How to Steam Clean Car Seats: Step by Step Guide

By
Gladys K. Connelly
As a HouseKeeping Technical Writer, Gladys actively enjoys writing guides and tips about housekeeping for Thehousewire's audience. She's a housekeeping specialist with just shy of 9 years' experience to boast. That, combined with seven years prior experience in teaching, helps her create content that is both captivating and insightful.
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Updated May 18, 2022

The Easy and Effective 8-Step Rulebook for Steam Cleaning the Most Stubborn Car Seats

The Easy and Effective 8-Step Rulebook for Steam Cleaning the Most Stubborn Car Seats

How To Steam Clean Car Seats
Cleaning your car seats may not bring them back to their like-new conditions – but it will certainly help. With the right products and tactics, you can clean your seats without causing any damage.

Have you ever thought about steam cleaning your car’s interior? Skip the hot water or upholstery shampoo and invest in a steam cleaner. This handy appliance will not only clean the toughest spots – but it will also refresh your car seats by using just steam.

Here you’ll get the lowdown on how to steam clean car seats the right way.

How Often to Steam Clean Car Seats

You should steam clean car seats at least once or twice every two years.

But if you notice a musty smell or have pets on your car interior, steam clean car upholstery once a quarter.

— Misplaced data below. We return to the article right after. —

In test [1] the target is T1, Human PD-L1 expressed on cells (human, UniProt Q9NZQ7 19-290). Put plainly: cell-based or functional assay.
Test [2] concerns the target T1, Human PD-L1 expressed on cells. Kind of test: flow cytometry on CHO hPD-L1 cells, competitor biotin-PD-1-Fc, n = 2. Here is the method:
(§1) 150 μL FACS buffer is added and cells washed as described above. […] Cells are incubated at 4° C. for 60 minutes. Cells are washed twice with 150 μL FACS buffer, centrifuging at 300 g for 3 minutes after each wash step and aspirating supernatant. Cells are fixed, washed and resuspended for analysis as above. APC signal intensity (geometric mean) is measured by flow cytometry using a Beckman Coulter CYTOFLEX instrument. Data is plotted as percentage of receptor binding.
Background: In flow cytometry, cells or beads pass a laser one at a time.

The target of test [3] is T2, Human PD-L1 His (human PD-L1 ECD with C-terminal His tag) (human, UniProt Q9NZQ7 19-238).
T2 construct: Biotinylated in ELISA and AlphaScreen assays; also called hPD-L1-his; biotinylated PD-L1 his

Before You Begin

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Determine the Types of Fabrics

There are a variety of different types of fabric seats in a car, whether carpet, upholstery fabric, leather, or vinyl. They all have their pluses and minuses. But most importantly, you need to know if they can be safely steam cleaned.

An upholstery fabric car seat can safely be steam cleaned if they have a ‘W’ tag. This tag stands for water and indicates that if you clean it with a water-based product, it will remain colorfast. If your seats have another label, such as SW, X, or S, it’s not safe for steam cleaning.

However, the challenge is more to having access to such a label – than actually understanding it.

These labels are also based on testing by fabric manufacturers regarding colorfastness in accordance with the Joint Industry Fabric Standards and Guidelines Committee.

This means that this label refers to the ability of the upholstery fabric to remain colorfast to water or solvent. But they don’t necessarily reflect the actual ability of the fabric to withstand specific cleaning methods.

On the other hand, vinyl and leather car seats can be safely steam cleaned if done properly.

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Test For Colorfastness

To be on the safe side, test your car seat fabric for colorfastness. You can do this by cleaning a small, discreet area first. Rub the test area with a dry paper towel to see if any color appears.

  • If no color appears, continue steam cleaning the rest of your upholstery.
  • If there is a small amount of color on the paper towel, there’s a small chance of color running. But, it should be safe to continue cleaning.

To be sure, you can use cool or cold water to test the area again with a paper towel.

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Pay Attention to The Steam Temperature

When you’re steam cleaning, the surfaces should reach between at least 160°F to 180°F. But, a temperature higher than this can damage your upholstery fabric.